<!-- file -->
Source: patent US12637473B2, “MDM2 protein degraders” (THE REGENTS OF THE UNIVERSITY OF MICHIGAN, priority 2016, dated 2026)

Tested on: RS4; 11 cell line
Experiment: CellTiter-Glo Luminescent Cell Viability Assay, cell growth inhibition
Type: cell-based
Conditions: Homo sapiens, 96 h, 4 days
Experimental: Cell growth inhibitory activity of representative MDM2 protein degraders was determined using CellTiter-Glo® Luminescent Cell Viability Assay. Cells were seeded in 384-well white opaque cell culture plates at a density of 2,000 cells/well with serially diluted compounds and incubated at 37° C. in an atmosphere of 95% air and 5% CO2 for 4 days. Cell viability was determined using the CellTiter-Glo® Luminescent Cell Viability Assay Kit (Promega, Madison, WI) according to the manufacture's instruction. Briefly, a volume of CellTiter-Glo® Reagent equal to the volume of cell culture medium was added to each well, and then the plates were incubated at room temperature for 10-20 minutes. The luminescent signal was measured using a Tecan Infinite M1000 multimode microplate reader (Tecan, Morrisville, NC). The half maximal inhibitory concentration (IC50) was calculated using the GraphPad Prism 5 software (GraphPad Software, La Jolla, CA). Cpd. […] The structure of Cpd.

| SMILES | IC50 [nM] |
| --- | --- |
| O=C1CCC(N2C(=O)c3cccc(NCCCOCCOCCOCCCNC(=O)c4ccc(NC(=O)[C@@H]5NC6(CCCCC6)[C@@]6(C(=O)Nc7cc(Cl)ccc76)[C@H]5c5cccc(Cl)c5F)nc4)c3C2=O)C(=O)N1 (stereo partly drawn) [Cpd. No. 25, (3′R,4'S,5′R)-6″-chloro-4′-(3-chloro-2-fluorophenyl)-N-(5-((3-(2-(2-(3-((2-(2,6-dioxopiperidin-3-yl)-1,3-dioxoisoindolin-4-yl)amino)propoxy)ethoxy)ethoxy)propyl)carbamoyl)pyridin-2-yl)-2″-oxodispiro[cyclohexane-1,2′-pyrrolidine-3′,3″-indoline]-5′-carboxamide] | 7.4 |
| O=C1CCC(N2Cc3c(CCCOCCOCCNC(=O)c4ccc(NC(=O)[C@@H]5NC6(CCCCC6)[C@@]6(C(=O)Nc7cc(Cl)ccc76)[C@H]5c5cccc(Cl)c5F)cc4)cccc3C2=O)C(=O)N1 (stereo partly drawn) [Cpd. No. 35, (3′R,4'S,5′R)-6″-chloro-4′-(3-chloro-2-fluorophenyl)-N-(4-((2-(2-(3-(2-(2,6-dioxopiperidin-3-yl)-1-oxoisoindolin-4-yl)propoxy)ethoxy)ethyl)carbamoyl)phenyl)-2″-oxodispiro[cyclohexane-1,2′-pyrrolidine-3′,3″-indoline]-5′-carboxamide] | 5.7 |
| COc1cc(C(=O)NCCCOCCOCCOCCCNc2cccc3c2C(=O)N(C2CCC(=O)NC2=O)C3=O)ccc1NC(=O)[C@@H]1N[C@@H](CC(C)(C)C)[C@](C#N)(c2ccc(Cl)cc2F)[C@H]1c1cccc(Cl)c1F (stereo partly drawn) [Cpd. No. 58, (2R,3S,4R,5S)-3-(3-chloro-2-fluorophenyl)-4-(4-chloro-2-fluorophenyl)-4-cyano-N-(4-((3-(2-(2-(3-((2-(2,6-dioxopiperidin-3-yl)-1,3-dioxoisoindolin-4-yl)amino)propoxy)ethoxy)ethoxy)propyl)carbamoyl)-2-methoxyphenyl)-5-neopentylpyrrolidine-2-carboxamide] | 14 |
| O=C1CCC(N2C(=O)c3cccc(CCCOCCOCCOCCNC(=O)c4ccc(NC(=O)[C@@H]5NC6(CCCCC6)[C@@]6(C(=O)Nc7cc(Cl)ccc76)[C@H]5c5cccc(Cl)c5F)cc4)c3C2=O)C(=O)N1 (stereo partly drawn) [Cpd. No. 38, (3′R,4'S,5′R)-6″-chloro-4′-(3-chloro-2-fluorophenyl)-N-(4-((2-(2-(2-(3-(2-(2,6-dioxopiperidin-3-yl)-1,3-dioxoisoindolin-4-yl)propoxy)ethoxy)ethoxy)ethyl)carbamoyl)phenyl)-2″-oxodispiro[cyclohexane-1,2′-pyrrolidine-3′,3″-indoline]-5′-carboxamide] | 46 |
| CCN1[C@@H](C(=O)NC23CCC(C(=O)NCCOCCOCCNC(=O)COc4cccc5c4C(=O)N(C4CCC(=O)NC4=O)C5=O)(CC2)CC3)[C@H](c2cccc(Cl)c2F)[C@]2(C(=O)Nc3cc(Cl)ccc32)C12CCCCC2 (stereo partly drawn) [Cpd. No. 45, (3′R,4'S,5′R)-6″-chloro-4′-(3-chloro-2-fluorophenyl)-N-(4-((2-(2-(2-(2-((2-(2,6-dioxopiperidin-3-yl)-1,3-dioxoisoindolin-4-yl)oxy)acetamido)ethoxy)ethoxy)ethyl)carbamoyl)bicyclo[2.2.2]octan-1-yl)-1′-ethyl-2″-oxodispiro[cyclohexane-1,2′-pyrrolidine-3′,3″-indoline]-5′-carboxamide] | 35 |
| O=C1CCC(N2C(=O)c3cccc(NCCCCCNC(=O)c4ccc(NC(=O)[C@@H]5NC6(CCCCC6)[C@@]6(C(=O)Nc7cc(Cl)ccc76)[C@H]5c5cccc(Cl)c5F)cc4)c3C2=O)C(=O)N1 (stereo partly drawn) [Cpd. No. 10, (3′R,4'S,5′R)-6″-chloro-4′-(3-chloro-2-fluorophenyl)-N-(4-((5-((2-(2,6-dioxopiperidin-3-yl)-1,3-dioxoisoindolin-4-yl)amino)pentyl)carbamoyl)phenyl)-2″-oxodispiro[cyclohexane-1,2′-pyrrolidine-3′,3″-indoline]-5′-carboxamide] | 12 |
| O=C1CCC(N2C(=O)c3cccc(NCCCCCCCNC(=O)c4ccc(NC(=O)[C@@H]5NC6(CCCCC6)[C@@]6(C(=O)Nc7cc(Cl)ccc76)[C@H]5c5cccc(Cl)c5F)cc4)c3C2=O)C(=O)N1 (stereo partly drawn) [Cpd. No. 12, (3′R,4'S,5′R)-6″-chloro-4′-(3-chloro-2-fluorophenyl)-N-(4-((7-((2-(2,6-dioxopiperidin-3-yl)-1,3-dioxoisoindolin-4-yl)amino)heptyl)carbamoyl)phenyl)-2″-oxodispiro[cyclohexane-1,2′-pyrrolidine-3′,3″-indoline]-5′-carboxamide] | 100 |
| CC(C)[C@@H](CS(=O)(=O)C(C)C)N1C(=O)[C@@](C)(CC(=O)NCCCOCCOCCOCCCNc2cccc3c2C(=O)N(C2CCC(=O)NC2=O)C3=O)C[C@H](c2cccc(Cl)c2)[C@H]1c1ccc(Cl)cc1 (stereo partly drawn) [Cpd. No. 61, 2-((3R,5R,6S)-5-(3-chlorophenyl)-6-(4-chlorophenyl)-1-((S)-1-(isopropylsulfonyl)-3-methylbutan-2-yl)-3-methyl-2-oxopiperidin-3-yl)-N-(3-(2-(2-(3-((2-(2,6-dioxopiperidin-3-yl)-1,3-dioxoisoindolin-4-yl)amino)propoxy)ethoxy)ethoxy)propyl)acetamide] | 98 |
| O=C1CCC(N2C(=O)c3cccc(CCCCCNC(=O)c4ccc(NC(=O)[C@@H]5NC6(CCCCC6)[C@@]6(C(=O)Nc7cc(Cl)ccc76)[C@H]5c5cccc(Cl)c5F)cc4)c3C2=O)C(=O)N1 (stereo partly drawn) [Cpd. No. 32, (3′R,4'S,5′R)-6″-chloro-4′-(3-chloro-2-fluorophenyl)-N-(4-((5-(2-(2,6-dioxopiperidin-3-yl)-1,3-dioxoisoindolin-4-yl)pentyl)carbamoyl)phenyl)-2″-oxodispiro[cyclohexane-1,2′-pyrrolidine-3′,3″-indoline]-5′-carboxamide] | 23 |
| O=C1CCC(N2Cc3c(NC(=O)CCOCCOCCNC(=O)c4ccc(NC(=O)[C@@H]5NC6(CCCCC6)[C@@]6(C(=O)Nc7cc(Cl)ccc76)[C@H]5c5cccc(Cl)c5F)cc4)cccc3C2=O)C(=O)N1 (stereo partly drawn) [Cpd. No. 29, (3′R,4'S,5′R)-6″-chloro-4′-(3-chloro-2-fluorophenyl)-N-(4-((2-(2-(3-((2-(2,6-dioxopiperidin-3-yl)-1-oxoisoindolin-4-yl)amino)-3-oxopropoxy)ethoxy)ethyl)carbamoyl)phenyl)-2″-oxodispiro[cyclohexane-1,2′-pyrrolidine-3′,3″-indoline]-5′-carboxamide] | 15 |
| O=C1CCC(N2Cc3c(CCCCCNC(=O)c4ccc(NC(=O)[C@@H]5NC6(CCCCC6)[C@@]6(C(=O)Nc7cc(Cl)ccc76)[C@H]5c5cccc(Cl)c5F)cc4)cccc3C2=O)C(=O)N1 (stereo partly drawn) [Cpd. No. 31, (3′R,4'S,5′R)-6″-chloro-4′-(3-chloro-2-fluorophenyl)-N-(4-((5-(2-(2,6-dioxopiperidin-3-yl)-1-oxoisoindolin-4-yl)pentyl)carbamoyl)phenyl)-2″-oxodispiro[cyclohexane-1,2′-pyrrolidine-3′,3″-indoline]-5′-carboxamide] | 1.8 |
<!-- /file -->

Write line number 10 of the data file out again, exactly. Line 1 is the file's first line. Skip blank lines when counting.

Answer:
| O=C1CCC(N2Cc3c(CCCOCCOCCNC(=O)c4ccc(NC(=O)[C@@H]5NC6(CCCCC6)[C@@]6(C(=O)Nc7cc(Cl)ccc76)[C@H]5c5cccc(Cl)c5F)cc4)cccc3C2=O)C(=O)N1 (stereo partly drawn) [Cpd. No. 35, (3′R,4'S,5′R)-6″-chloro-4′-(3-chloro-2-fluorophenyl)-N-(4-((2-(2-(3-(2-(2,6-dioxopiperidin-3-yl)-1-oxoisoindolin-4-yl)propoxy)ethoxy)ethyl)carbamoyl)phenyl)-2″-oxodispiro[cyclohexane-1,2′-pyrrolidine-3′,3″-indoline]-5′-carboxamide] | 5.7 |